Sacrificial Service: Swearing-In Day with the Swiss Guards

Pope Francis with the Swiss Guards before today’s Swearing-In Ceremony at the Vatican (Vatican Radio)

I have always been intrigued by the Pontifical Swiss Guards. I think their unusual uniform was what first got my attention when I was a teenager. This costume-like design from the Renaissance is said to have been created by Michelangelo. Standing guard at the Vatican, keeping watch near the Holy Father, these guards definitely fascinate me. One day I will see them in person. I have never been to Europe, but you can be sure that the Vatican is on my bucket list.

Back in February when Pope Emeritus Benedict XVI stepped down, the final act marking the onset of the Sede Vacante was the departure of the Swiss Guards from Castel Gandolfo. We wept with people around the world as they left their posts. It was a very emotional moment for me.

In recent weeks our hearts were warmed by a widely-circulating account of Pope Francis insisting that the Swiss Guard who was keeping watch outside his room at the Casa Santa Marta sit down and have a snack to eat. Though I never read a confirmation of its authenticity, it sounds exactly like the Holy Father that we have come to know and love over the past seven weeks. Read one account of the story here.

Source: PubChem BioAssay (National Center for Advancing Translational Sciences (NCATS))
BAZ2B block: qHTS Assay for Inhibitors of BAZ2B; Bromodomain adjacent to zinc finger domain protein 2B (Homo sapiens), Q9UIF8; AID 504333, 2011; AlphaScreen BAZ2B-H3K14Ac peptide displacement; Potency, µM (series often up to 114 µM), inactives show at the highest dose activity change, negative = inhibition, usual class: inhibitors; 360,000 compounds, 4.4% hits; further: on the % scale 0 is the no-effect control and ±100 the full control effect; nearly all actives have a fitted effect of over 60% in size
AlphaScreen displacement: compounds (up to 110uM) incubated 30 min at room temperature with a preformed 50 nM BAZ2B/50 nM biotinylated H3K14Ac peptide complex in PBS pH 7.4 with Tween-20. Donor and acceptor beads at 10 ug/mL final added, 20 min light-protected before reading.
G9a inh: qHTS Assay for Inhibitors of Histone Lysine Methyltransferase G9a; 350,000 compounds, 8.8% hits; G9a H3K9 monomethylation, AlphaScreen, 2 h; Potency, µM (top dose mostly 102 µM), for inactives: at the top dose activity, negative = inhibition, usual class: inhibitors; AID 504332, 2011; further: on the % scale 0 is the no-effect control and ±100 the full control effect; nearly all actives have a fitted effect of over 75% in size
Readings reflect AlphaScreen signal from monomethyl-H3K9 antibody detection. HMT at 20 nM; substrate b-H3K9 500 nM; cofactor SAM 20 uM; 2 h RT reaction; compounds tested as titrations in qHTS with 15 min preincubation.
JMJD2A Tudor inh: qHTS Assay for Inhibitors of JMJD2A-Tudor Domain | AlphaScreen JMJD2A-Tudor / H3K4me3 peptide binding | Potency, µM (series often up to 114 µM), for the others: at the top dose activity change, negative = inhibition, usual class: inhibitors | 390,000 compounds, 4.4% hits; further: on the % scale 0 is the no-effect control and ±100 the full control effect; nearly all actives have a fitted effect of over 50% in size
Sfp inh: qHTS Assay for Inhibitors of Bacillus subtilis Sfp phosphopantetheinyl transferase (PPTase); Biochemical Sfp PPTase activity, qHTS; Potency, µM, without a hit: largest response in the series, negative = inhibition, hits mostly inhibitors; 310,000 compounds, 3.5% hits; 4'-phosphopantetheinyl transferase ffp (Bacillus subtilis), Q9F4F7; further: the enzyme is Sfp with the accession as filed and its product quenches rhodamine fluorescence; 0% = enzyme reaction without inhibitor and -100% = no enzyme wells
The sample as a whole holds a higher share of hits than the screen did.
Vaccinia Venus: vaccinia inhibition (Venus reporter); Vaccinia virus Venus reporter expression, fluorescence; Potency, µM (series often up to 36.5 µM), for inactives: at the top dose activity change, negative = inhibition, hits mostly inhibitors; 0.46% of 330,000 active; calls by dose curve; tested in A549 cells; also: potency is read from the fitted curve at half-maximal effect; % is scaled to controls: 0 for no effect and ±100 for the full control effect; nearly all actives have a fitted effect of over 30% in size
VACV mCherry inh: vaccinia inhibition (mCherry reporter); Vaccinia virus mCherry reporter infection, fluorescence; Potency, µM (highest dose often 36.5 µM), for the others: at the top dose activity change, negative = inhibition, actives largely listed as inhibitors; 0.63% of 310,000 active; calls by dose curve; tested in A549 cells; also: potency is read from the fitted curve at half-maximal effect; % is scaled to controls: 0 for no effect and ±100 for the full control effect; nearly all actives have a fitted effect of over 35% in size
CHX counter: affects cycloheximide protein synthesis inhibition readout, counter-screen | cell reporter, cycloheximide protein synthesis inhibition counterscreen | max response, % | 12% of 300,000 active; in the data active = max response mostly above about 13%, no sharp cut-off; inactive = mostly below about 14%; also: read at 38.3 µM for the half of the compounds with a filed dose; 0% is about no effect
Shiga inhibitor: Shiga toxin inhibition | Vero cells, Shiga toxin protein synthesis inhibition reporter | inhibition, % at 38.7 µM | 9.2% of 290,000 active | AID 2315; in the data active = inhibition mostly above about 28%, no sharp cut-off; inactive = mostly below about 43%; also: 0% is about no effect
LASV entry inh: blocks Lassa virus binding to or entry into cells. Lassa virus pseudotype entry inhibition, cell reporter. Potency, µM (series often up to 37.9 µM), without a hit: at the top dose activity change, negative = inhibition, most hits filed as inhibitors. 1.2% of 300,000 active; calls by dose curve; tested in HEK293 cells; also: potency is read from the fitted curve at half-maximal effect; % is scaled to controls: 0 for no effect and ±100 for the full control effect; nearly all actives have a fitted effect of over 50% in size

Over the years I have read a lot of fascinating articles about the Swiss Guards and their complete dedication to the safety and protection of the Holy Father. Their complete commitment to the Church and the Pope resonate in my heart. For more than three decades of teaching Religion to John Carroll students, one of my passions is sharing my love of the Holy Father and everything Vatican.

The National Geographic DVD “Inside the Vatican” (based on the book of the same name) includes an insightful look into the training, commitment, and service of the Swiss Guards. Now considered the world’s smallest standing army, the Pontifical Swiss Guard was founded in 1506 by Pope Julius II to serve as bodyguards to the pope.

Requirements to be a Swiss Guard today include: Must be a single man at time of admission, Swiss, Roman Catholic, between 19 and 30 years of age, at least 5’8” in height, have completed required Swiss military service, and have a good moral background. 

Today (May 6) marks the annual Swearing-In Ceremony at the Vatican where this year 35 new Swiss recruits will promise before God to defend the Holy Father. The significance of this date recalls the sack of Rome by the army of Charles V on May 6, 1527 when 147 Swiss Guards were killed in action. They saved the life of Pope Clement VII who was brought to safety through the Passetto (secret passage) to Castel Sant’Angelo.  

The ceremony will be broadcast live at 11 a.m. EDT today (5 p.m. in Rome) by Vatican Radio and live-streamed here

The new Guards, in full uniform, will pledge to serve and, if necessary, to sacrifice their lives to defend the Holy Father. The ceremony takes place in the Paul VI Hall at the Vatican. Each recruit recites the oath: “I, [name], swear I will observe faithfully, loyally and honorably all that has now been read out to me! May God and his saints assist me!”

For Further Information:

1. VIDEO: Watch the Swearing-In Ceremony for 26 new members of the Swiss Guards last May, 2012 from the Vatican (2 minutes)

2. Vatican Stamps honor the 500th Anniversary of the Swiss Guards in 2005: 

3.”Inside the Vatican” DVD by National Geographic:
a. Buy it here.
b. Watch it here.

4. Official Website

Catholic Review

Catholic Review

The Catholic Review is the official publication of the Archdiocese of Baltimore.